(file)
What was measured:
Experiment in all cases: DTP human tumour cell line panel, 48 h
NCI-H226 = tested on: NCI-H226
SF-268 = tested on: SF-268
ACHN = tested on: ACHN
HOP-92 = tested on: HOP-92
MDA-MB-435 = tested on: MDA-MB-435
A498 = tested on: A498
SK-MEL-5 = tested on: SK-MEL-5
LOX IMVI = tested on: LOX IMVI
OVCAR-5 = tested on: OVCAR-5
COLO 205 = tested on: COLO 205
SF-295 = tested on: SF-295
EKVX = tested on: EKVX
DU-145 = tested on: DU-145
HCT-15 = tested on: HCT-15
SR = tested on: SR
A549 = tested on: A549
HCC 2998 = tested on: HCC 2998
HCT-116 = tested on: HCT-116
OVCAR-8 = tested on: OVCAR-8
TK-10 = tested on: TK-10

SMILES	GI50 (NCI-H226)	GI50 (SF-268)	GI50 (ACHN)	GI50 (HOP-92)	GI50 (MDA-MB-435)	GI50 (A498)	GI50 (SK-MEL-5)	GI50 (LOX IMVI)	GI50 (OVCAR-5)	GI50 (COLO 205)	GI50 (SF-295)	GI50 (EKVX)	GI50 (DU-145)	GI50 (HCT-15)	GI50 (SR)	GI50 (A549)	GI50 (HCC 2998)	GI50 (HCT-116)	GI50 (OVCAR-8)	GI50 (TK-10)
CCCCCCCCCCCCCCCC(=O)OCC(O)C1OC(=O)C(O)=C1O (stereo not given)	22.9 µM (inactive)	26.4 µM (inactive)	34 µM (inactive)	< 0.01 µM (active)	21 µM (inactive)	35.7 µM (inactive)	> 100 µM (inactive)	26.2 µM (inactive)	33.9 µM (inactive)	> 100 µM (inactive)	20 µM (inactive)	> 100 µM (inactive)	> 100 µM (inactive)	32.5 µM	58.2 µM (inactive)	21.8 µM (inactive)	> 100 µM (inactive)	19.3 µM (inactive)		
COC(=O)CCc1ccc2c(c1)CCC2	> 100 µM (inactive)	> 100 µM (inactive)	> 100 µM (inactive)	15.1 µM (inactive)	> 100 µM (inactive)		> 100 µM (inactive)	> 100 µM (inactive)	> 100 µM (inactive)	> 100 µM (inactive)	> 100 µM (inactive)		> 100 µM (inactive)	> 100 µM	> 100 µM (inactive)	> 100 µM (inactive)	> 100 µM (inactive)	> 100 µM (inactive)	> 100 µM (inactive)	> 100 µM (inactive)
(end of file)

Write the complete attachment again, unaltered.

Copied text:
What was measured:
Experiment in all cases: DTP human tumour cell line panel, 48 h
NCI-H226 = tested on: NCI-H226
SF-268 = tested on: SF-268
ACHN = tested on: ACHN
HOP-92 = tested on: HOP-92
MDA-MB-435 = tested on: MDA-MB-435
A498 = tested on: A498
SK-MEL-5 = tested on: SK-MEL-5
LOX IMVI = tested on: LOX IMVI
OVCAR-5 = tested on: OVCAR-5
COLO 205 = tested on: COLO 205
SF-295 = tested on: SF-295
EKVX = tested on: EKVX
DU-145 = tested on: DU-145
HCT-15 = tested on: HCT-15
SR = tested on: SR
A549 = tested on: A549
HCC 2998 = tested on: HCC 2998
HCT-116 = tested on: HCT-116
OVCAR-8 = tested on: OVCAR-8
TK-10 = tested on: TK-10

SMILES	GI50 (NCI-H226)	GI50 (SF-268)	GI50 (ACHN)	GI50 (HOP-92)	GI50 (MDA-MB-435)	GI50 (A498)	GI50 (SK-MEL-5)	GI50 (LOX IMVI)	GI50 (OVCAR-5)	GI50 (COLO 205)	GI50 (SF-295)	GI50 (EKVX)	GI50 (DU-145)	GI50 (HCT-15)	GI50 (SR)	GI50 (A549)	GI50 (HCC 2998)	GI50 (HCT-116)	GI50 (OVCAR-8)	GI50 (TK-10)
CCCCCCCCCCCCCCCC(=O)OCC(O)C1OC(=O)C(O)=C1O (stereo not given)	22.9 µM (inactive)	26.4 µM (inactive)	34 µM (inactive)	< 0.01 µM (active)	21 µM (inactive)	35.7 µM (inactive)	> 100 µM (inactive)	26.2 µM (inactive)	33.9 µM (inactive)	> 100 µM (inactive)	20 µM (inactive)	> 100 µM (inactive)	> 100 µM (inactive)	32.5 µM	58.2 µM (inactive)	21.8 µM (inactive)	> 100 µM (inactive)	19.3 µM (inactive)		
COC(=O)CCc1ccc2c(c1)CCC2	> 100 µM (inactive)	> 100 µM (inactive)	> 100 µM (inactive)	15.1 µM (inactive)	> 100 µM (inactive)		> 100 µM (inactive)	> 100 µM (inactive)	> 100 µM (inactive)	> 100 µM (inactive)	> 100 µM (inactive)		> 100 µM (inactive)	> 100 µM	> 100 µM (inactive)	> 100 µM (inactive)	> 100 µM (inactive)	> 100 µM (inactive)	> 100 µM (inactive)	> 100 µM (inactive)